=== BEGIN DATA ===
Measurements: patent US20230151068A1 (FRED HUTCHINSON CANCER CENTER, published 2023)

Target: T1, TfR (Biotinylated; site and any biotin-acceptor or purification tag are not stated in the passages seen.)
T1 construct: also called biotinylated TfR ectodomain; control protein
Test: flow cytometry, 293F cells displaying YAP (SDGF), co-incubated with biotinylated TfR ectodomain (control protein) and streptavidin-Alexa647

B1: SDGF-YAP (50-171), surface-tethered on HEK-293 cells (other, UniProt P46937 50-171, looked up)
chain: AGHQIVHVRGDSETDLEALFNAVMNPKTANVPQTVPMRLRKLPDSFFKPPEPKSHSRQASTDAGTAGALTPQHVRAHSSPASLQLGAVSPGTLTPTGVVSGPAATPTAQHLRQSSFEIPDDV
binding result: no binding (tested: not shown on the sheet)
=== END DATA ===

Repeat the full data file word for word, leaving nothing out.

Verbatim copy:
Measurements: patent US20230151068A1 (FRED HUTCHINSON CANCER CENTER, published 2023)

Target: T1, TfR (Biotinylated; site and any biotin-acceptor or purification tag are not stated in the passages seen.)
T1 construct: also called biotinylated TfR ectodomain; control protein
Test: flow cytometry, 293F cells displaying YAP (SDGF), co-incubated with biotinylated TfR ectodomain (control protein) and streptavidin-Alexa647

B1: SDGF-YAP (50-171), surface-tethered on HEK-293 cells (other, UniProt P46937 50-171, looked up)
chain: AGHQIVHVRGDSETDLEALFNAVMNPKTANVPQTVPMRLRKLPDSFFKPPEPKSHSRQASTDAGTAGALTPQHVRAHSSPASLQLGAVSPGTLTPTGVVSGPAATPTAQHLRQSSFEIPDDV
binding result: no binding (tested: not shown on the sheet)